Dikes are often very varied, relatively nutrient-poor habitats. They can be home to typical grassland vegetation types and can be great habitats for insects. Because of their primary function regarding water safety, dike vegetation is cut regularly, and a tight grass mat is traditionally preferred. Herbaceous species have different rooting structures, which could affect the erosion susceptibility of the dike, but could also affect water availability and thereby drought resistance. Furthermore, more diverse vegetation on dikes could increase flower availability for pollinators. This MSc project assesses the relationship between the management of clay dikes and species richness, flower abundance and erosion resistance of dike vegetation at the water board ‘Hollandsche Delta’, south of Rotterdam. In 2021 the mowing strategy will be adjusted, therefore this project is a great opportunity to study which factors influence the success. The start of the project is preferably in spring 2021 (March/April, before management starts).

We are looking for: Motivated MSc students with an interest in field work and vegetation analysis. Having a drivers licence is a pre. You will develop your own research questions based on your interests and skills.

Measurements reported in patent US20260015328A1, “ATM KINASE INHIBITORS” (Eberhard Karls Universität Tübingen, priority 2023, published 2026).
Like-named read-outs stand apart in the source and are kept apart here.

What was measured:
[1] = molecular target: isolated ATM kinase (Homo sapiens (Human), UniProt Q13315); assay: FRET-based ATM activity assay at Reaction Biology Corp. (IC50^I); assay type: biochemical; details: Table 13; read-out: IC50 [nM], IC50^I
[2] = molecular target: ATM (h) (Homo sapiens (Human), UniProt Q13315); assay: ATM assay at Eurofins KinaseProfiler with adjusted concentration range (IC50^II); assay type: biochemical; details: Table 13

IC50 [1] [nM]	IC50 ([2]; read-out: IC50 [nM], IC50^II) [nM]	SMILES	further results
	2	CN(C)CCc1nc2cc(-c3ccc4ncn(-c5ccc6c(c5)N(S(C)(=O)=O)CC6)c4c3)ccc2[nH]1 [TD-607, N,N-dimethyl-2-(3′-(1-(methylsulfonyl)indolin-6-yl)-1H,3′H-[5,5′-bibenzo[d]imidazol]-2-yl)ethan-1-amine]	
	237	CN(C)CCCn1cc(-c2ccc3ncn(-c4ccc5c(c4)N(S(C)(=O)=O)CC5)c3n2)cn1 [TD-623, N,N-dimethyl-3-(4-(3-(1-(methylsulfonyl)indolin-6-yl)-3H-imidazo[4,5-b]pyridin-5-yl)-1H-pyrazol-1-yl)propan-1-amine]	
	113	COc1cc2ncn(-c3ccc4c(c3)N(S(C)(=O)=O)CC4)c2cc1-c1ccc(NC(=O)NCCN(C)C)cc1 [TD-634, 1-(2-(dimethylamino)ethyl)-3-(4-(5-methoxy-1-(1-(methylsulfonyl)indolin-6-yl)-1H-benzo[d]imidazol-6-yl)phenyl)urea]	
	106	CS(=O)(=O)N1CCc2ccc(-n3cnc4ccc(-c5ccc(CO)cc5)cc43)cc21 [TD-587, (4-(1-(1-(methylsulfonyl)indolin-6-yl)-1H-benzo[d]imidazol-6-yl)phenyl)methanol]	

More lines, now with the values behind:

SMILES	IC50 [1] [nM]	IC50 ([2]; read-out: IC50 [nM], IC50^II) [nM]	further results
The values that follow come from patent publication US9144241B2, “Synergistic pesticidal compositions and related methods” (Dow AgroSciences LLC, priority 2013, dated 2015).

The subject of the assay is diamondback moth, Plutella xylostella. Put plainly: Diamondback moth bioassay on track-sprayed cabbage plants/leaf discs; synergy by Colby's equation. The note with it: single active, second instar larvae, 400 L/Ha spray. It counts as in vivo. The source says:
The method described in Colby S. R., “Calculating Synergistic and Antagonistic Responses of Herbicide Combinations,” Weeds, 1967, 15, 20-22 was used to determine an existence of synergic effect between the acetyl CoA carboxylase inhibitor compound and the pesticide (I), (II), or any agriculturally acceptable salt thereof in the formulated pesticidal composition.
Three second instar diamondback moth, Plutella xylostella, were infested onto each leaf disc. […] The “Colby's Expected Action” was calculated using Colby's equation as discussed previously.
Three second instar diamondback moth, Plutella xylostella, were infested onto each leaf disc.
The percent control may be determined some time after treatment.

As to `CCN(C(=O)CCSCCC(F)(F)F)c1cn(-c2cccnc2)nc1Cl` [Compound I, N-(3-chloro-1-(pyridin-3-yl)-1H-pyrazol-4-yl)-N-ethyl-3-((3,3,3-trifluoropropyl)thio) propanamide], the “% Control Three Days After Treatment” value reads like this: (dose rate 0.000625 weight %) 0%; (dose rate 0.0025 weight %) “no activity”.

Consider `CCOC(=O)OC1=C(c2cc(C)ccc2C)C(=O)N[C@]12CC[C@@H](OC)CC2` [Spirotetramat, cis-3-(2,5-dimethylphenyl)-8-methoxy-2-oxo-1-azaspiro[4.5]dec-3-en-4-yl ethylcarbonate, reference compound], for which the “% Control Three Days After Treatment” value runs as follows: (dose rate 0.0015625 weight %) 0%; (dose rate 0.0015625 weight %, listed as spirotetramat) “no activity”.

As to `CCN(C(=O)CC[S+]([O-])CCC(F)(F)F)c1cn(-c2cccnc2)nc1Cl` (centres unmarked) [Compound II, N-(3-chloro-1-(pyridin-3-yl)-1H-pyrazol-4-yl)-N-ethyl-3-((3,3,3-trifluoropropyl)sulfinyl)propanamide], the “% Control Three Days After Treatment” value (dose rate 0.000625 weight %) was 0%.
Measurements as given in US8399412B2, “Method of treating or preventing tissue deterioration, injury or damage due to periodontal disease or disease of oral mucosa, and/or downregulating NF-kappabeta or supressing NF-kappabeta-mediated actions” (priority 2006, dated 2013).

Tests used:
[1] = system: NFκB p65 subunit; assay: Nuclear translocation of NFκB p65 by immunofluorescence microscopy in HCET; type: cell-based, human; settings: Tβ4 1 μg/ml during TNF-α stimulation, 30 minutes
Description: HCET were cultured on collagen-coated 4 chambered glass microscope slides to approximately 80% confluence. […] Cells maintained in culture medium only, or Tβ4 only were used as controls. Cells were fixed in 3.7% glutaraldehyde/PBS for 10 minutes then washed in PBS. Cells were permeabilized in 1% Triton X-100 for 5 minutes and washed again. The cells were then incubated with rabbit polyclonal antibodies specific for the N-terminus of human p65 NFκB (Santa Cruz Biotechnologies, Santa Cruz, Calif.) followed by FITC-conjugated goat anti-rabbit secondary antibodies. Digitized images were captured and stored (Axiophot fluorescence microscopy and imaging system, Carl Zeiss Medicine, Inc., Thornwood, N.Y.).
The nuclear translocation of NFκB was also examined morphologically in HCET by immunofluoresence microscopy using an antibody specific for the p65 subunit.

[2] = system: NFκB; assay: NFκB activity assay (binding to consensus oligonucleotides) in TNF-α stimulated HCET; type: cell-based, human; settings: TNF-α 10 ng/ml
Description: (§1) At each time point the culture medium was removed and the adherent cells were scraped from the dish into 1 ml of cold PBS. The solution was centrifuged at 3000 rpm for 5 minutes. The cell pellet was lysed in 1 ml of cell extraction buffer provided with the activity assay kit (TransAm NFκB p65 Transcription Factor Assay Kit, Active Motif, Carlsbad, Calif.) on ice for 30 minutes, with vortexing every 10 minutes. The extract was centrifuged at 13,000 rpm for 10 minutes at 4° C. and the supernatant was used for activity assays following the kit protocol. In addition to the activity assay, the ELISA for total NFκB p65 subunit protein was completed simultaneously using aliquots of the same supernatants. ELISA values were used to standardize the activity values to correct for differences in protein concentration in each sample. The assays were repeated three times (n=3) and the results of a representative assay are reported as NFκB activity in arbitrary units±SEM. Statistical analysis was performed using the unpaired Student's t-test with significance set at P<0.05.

Interested? Send your motivation to José van Paassen (jose.vanpaassen@wur.nl)

The Tapinoma nigerrimumcomplex is a group of four cryptic ant species, of which currently three are found to be invasive in the Netherlands. Originating in southern Europe, their invasion is thought to be fueled by human action: spreading via plant material (imported exotic plants or secondary infestations at sites of import).Due to its captivating Dutch common name (“Mediterraan draaigatje”) the attention of the media for these invasive ants has been relatively high, resulting in the discovery of at least 29 infestations afterthe first notice in 2016.

These infestations, occurring mostly in urban areas, can have serious consequences for the local flora and fauna (including humans). Colonies experience exponential growth thanks to their hyperpolygynic nature (having many thousands of reproducing queens) and can occupy areas of up to 35,000 m2, suppressing native ants, undermining sidewalks, and invading homes to look for food and shelter. In some cases, people have moved away or threaten to do so.Controlling these invasive antshas thus far been attempted with mixed results, in part by a lack of legally permitted methods.